Thursday, November 18, 2010

Secret documents group was like 'bad Le Carre novel,' MEP says

by ANDREW RETTMAN18.11.2010 @ 09:23 CET

"EUOBSERVER / BRUSSELS - The European Parliament's Special Committee, which is to have access to classified documents on EU foreign relations, is getting ready to start work. But its previous incarnation, under ex-EU-foreign-affairs chief Javier Solana, fell short of expectations.

The outfit, an offshoot of the larger foreign affairs committee (Afet), will have five members: Italian centre-right Afet chairman Gabriele Albertini; German centre-right deputy Elmar Brok; Spanish centre-right member Jose Salafranca; Romanian centre-left MEP Adrian Severin; and Italian centre-left member Roberto Gualtieri. Belgian liberal MEP Annemie Neyts-Uyttebroeck is to be a substitute.

Neyts-Uyttebroeck: 'Sometimes it bordered on the ridiculous, like a bad Le Carre novel' (Photo: ChodHound)

On the basis of a recent agreement with European External Action Service (EEAS) chief Catherine Ashton, the EU parliament president and other Afet deputies drafting reports on specific topics will also be given access on a temporary basis.

And members of the parliament's trade committee (Inta) will get their hands on the European Commission's negotiating mandates for international trade agreements, on the same temporary basis.

Every MEP to benefit from privileges first has to gain security clearance from their country of origin, a process which involves filling out a long questionnaire and then waiting for six to 12 months.

Mr Salafranca and Ms Neyts-Uyttebroeck still have valid clearance from their time in a similar body under Mr Solana. Mr Gualtieri obtained his in recent weeks. Mr Albertini and Mr Brok expect to get theirs in time for the committee to start work in early 2011, just as the EEAS itself gets up and running. The situation on Mr Severin is unclear.

The cell's official purpose is to improve Afet decision-making by giving it access to top information. In practice, the MEPs are to have regular briefings on sensitive subjects by EEAS staff and then request secret papers that they read in a "Class I" secure room in the Council of Ministers building in Brussels after leaving recording devices, such as mobile phones, and paper and pens at the door.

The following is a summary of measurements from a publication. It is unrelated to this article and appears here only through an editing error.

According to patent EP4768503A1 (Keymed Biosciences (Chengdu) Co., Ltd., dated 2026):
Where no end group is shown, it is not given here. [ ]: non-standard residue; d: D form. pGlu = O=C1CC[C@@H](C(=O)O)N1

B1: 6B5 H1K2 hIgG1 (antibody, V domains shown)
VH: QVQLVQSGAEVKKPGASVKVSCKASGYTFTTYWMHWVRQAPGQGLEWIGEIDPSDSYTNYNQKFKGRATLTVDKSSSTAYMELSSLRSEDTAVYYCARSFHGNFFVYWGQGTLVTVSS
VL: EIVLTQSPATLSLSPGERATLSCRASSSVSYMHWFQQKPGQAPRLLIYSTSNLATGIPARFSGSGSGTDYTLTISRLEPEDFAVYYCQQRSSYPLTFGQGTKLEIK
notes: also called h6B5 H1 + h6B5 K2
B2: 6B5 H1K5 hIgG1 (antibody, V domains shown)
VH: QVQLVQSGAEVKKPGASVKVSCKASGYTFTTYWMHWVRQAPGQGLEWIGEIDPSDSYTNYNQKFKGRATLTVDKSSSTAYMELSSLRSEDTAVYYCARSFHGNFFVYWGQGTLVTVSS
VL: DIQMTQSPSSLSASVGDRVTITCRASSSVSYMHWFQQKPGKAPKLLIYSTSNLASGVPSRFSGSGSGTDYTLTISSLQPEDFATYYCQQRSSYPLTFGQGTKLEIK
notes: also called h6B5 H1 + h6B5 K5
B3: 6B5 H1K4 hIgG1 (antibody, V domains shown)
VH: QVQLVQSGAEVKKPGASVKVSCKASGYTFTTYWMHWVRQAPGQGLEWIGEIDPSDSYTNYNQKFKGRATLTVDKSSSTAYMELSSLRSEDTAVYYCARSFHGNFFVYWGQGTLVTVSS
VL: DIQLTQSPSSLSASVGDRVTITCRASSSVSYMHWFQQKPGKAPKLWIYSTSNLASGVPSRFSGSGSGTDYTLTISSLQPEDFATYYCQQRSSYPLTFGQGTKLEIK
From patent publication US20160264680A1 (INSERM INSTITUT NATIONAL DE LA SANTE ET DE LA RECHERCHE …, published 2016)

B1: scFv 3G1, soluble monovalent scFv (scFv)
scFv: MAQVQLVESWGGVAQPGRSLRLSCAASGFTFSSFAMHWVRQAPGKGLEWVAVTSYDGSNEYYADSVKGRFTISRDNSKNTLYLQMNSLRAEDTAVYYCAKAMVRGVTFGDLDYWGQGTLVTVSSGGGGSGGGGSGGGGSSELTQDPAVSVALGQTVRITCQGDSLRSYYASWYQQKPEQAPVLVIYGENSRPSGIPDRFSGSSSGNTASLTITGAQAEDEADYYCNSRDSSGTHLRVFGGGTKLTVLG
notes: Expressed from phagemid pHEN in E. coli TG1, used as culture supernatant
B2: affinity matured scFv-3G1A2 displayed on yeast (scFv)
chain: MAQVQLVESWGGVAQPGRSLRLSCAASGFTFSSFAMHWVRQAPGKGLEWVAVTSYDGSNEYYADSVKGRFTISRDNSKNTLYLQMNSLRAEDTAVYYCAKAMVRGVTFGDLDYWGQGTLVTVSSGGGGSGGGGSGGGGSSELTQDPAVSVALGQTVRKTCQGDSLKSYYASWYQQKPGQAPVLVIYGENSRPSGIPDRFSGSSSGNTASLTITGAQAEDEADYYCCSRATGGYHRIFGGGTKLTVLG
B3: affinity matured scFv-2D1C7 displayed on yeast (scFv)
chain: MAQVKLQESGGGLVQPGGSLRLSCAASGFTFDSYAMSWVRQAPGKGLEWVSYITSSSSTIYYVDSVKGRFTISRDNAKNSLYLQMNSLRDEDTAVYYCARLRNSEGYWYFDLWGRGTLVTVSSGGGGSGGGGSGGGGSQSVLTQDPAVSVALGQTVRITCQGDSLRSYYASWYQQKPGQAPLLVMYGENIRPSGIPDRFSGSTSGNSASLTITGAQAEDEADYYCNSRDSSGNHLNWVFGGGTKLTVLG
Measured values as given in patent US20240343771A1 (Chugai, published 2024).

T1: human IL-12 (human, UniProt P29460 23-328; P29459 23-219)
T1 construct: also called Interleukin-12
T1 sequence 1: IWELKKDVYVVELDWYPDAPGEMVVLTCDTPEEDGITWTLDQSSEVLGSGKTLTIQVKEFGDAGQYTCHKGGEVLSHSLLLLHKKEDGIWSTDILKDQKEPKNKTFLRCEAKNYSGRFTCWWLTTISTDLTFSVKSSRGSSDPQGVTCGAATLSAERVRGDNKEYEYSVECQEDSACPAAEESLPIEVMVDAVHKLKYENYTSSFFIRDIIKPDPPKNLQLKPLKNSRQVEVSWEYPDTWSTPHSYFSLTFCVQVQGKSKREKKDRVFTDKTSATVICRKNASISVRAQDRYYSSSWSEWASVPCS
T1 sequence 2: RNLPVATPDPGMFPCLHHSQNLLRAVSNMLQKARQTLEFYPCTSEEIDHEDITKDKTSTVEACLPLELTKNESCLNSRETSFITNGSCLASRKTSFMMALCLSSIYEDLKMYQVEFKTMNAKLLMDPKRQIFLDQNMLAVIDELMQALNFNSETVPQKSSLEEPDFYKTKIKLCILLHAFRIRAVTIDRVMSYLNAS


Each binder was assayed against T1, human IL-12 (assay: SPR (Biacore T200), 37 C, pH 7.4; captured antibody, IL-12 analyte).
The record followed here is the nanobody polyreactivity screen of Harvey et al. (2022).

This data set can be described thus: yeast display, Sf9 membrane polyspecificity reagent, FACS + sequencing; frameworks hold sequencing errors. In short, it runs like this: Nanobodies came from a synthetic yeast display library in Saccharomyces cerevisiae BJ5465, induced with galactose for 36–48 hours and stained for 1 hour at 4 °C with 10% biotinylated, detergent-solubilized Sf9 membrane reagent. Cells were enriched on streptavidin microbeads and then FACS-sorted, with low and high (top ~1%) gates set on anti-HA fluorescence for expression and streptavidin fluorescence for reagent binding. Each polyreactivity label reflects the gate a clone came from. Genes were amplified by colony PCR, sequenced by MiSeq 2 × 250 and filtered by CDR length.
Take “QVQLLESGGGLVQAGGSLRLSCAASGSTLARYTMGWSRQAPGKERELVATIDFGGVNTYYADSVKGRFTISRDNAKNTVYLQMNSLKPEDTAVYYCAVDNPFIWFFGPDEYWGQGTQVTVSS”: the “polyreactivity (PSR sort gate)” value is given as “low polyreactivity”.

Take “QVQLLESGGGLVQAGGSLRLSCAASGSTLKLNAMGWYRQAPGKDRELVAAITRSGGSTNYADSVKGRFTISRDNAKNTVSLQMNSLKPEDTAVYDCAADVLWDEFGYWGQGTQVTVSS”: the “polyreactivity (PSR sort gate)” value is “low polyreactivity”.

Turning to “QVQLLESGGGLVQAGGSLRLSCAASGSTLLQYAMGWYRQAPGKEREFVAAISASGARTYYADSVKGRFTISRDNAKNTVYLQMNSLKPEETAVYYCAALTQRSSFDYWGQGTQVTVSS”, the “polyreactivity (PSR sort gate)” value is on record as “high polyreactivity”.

The committee can appear like a form of democratic oversight on the EEAS and the Joint Situation Centre (SitCen), the member states' intelligence-sharing bureau in the external service. "It's important that people know what we are not doing, that we are not opening their post, reading their emails," a contact familiar with the work of SitCen said.

But it will not be an oversight body in the strict sense of oversight committees in national parliaments because SitCen does not have a mandate to do real intelligence-gathering operations.

On paper, the MEPs are to have access to all levels of EU classification: Tres Secret UE; Secret UE; Confidentiel UE; and Restreint UE.

Tres Secret UE documents tend to deal with "life and death" subjects, such as military targets or assets in war zones. Secret UE documents are defined as being liable to "seriously harm the essential interests of the European Union or of one or more of its member states" if disclosed. Leakage of the lower-graded papers is deemed to do less harm.

In practice, very few Tres Secret UE documents exist in the EU institutions in the first place. The SitCen contact also noted that there is a difference between people who have clearance and people who "actually get stuff." "What I can say is that for really top-level - Tres Secret UE - we are talking about a handful in the commission and a handful in the Council," the source explained.